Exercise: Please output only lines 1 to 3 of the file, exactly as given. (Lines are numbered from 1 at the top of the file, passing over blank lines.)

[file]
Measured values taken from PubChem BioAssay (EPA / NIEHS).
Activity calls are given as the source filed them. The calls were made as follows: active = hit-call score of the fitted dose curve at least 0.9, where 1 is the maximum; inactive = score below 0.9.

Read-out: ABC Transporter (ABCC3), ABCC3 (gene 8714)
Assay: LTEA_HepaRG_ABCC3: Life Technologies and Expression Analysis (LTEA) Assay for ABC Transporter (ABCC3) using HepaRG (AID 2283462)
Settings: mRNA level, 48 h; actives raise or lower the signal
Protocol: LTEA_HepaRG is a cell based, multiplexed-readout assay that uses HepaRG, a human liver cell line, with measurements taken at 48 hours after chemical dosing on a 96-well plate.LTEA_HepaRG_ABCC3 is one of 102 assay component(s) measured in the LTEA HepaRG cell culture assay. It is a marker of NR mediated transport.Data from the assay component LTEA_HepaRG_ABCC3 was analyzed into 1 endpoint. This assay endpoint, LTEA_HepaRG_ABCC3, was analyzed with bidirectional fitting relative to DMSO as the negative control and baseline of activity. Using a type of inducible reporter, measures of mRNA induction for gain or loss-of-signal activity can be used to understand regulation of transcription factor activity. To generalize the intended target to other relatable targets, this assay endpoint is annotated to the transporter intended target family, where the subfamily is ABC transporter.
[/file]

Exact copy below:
Measured values taken from PubChem BioAssay (EPA / NIEHS).
Activity calls are given as the source filed them. The calls were made as follows: active = hit-call score of the fitted dose curve at least 0.9, where 1 is the maximum; inactive = score below 0.9.

Read-out: ABC Transporter (ABCC3), ABCC3 (gene 8714)